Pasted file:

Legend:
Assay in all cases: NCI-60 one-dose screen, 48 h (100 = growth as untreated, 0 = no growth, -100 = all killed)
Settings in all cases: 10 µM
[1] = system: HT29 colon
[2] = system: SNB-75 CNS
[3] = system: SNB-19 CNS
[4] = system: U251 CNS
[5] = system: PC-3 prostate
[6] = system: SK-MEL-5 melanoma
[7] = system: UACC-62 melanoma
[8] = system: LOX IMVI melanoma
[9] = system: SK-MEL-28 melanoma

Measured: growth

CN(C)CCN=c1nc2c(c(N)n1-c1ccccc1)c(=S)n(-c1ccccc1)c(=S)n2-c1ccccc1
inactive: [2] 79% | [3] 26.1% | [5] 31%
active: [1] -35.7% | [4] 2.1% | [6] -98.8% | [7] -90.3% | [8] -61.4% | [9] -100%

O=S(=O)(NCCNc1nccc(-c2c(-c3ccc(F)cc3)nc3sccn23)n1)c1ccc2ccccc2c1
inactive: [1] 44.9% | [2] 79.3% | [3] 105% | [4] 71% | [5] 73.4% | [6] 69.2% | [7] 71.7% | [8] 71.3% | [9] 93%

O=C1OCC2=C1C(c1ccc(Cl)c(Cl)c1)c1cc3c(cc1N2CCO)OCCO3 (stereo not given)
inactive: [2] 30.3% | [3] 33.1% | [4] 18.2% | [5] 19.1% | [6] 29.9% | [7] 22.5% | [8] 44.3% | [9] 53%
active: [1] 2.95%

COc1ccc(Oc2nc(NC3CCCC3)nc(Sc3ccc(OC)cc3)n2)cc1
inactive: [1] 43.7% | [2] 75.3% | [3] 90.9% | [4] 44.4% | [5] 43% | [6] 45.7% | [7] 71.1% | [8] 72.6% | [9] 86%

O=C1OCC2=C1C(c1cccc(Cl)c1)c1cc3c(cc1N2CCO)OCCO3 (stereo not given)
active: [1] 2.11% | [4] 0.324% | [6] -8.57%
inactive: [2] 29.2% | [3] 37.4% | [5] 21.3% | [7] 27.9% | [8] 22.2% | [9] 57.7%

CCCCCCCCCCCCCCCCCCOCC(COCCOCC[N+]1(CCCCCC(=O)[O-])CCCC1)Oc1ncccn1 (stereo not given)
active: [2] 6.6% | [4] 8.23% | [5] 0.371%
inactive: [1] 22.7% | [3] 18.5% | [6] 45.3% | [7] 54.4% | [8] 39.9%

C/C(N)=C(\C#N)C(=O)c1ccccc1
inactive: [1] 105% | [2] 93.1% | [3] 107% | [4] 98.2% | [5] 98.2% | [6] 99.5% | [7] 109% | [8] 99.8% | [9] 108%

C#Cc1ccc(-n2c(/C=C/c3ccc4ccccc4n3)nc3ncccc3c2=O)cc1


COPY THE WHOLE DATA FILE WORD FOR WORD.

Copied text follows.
Legend:
Assay in all cases: NCI-60 one-dose screen, 48 h (100 = growth as untreated, 0 = no growth, -100 = all killed)
Settings in all cases: 10 µM
[1] = system: HT29 colon
[2] = system: SNB-75 CNS
[3] = system: SNB-19 CNS
[4] = system: U251 CNS
[5] = system: PC-3 prostate
[6] = system: SK-MEL-5 melanoma
[7] = system: UACC-62 melanoma
[8] = system: LOX IMVI melanoma
[9] = system: SK-MEL-28 melanoma

Measured: growth

CN(C)CCN=c1nc2c(c(N)n1-c1ccccc1)c(=S)n(-c1ccccc1)c(=S)n2-c1ccccc1
inactive: [2] 79% | [3] 26.1% | [5] 31%
active: [1] -35.7% | [4] 2.1% | [6] -98.8% | [7] -90.3% | [8] -61.4% | [9] -100%

O=S(=O)(NCCNc1nccc(-c2c(-c3ccc(F)cc3)nc3sccn23)n1)c1ccc2ccccc2c1
inactive: [1] 44.9% | [2] 79.3% | [3] 105% | [4] 71% | [5] 73.4% | [6] 69.2% | [7] 71.7% | [8] 71.3% | [9] 93%

O=C1OCC2=C1C(c1ccc(Cl)c(Cl)c1)c1cc3c(cc1N2CCO)OCCO3 (stereo not given)
inactive: [2] 30.3% | [3] 33.1% | [4] 18.2% | [5] 19.1% | [6] 29.9% | [7] 22.5% | [8] 44.3% | [9] 53%
active: [1] 2.95%

COc1ccc(Oc2nc(NC3CCCC3)nc(Sc3ccc(OC)cc3)n2)cc1
inactive: [1] 43.7% | [2] 75.3% | [3] 90.9% | [4] 44.4% | [5] 43% | [6] 45.7% | [7] 71.1% | [8] 72.6% | [9] 86%

O=C1OCC2=C1C(c1cccc(Cl)c1)c1cc3c(cc1N2CCO)OCCO3 (stereo not given)
active: [1] 2.11% | [4] 0.324% | [6] -8.57%
inactive: [2] 29.2% | [3] 37.4% | [5] 21.3% | [7] 27.9% | [8] 22.2% | [9] 57.7%

CCCCCCCCCCCCCCCCCCOCC(COCCOCC[N+]1(CCCCCC(=O)[O-])CCCC1)Oc1ncccn1 (stereo not given)
active: [2] 6.6% | [4] 8.23% | [5] 0.371%
inactive: [1] 22.7% | [3] 18.5% | [6] 45.3% | [7] 54.4% | [8] 39.9%

C/C(N)=C(\C#N)C(=O)c1ccccc1
inactive: [1] 105% | [2] 93.1% | [3] 107% | [4] 98.2% | [5] 98.2% | [6] 99.5% | [7] 109% | [8] 99.8% | [9] 108%

C#Cc1ccc(-n2c(/C=C/c3ccc4ccccc4n3)nc3ncccc3c2=O)cc1